BYU students team up with national organization to bring awareness to childhood cancer
PROVO — Childhood cancer is the leading cause of death from disease among children in the U.S. And only 4 percent of cancer research dollars goes towards childhood cancer, but a group of Brigham Young University students is teaming up with a national group to try and change that.
Lauren Holbrook is one of those students. She has received three heart transplants and battled cancer six times, caused by the medication she had to take.
“The whole concept of chemotherapy and going through treatments and talking about what treatments are like, that was absolutely terrifying,” said Holbrook.
She’s part of 95 percemt of childhood cancer survivors who end up suffering late effects, including secondary cancers, throughout the course of their lives.
In fact, every month 1,315 kids are diagnosed with cancer in the United States.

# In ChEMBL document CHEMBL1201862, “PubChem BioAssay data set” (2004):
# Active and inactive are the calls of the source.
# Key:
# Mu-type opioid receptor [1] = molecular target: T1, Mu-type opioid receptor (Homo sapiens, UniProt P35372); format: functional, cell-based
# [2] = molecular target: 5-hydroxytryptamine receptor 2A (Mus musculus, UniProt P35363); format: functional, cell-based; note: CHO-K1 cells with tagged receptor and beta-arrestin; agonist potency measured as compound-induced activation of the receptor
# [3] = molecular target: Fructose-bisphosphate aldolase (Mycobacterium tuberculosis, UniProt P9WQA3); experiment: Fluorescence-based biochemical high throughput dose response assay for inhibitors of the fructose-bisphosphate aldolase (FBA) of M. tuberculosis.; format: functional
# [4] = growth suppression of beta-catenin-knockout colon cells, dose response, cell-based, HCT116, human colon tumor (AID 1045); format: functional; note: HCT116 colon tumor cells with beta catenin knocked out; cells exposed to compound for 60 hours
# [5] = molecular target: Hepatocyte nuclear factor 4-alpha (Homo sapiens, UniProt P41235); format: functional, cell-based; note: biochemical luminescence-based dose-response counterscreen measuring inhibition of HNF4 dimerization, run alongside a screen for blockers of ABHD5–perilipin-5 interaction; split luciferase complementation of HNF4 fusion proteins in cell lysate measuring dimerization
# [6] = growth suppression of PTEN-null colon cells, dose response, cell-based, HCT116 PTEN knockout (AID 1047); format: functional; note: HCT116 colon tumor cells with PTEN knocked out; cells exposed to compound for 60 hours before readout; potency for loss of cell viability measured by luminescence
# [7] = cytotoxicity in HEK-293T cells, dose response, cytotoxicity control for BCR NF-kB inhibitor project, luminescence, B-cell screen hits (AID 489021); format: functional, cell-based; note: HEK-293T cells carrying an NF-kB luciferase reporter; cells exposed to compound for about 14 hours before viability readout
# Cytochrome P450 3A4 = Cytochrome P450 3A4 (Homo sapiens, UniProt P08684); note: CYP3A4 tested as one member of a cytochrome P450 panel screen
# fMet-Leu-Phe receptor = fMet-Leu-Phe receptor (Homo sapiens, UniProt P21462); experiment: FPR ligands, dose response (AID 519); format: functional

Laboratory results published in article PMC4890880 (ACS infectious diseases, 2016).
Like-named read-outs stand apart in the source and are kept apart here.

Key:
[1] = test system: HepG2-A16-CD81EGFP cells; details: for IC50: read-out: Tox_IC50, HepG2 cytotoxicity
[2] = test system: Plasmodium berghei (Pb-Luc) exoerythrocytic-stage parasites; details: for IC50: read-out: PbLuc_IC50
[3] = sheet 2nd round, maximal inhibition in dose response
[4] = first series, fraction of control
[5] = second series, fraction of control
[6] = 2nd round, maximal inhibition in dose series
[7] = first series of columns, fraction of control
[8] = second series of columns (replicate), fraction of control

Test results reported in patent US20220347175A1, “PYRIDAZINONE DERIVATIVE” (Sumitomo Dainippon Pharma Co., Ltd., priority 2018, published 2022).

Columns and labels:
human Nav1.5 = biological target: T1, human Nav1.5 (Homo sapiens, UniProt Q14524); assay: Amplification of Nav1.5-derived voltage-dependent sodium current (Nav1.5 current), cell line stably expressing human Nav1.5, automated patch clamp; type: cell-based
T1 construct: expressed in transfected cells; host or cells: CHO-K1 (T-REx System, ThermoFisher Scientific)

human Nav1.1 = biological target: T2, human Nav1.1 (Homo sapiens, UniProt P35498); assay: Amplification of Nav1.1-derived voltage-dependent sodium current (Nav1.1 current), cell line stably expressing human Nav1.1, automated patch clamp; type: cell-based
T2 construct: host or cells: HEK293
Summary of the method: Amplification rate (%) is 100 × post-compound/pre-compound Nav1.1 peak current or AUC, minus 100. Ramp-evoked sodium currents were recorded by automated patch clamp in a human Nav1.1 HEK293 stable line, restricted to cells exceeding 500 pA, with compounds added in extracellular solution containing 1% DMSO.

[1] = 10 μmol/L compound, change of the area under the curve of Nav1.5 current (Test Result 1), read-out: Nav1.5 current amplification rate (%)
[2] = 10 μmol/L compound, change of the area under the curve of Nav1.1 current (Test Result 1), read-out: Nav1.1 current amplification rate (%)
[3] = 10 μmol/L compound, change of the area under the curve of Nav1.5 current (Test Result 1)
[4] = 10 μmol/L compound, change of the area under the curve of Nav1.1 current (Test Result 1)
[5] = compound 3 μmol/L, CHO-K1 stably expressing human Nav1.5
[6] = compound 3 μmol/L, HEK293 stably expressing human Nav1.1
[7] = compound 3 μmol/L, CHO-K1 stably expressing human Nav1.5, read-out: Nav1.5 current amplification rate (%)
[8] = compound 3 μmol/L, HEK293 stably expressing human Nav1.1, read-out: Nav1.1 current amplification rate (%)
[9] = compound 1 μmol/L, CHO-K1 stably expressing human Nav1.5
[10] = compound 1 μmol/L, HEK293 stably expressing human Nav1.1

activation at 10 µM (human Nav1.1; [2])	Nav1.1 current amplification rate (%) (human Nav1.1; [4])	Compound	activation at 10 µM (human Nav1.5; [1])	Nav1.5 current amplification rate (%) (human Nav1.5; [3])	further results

Neil Thompson has also battled cancer, he said, “You know they say only one in a few million ever gets cancer, but it affects everyone’s lives.”
Holbrook and Thompson are sharing their stories to help a group of BYU Public Relations students.
“It’s always easier for us to connect with a person than a hashtag, even though hashtags are fun too,” said Holbrook.
The BYU PR students have created a campaign for their client, With-Purpose, all about bringing awareness to children with cancer. The team has designed their project around the idea that “every kid counts.”
Organizer Madison Taylor said, “What we have done is we’ve talked to 1,315 students about our message and we have them hold a number to represent a kid that will be diagnosed with cancer during the month of our campaign.”
Throughout the month of March, they’ve hosted a benefit concert, a fitness class, and a fundraising run – all to teach other students what kids with cancer have to go through.
“If we can just make a tiny dent in that then we’ll feel like we’re making a difference of some sort,” said Taylor.
Holbrook and Thompson are both cancer free and healthy.
“It’s given me a perspective where everybody’s story is so unique and so hard in its own way,” said Holbrook.
The campaign has one final event Wednesday night at the Wash in Provo. After that, the PR students will submit their entire campaign to the Bateman competition, a national competition for public relations students.
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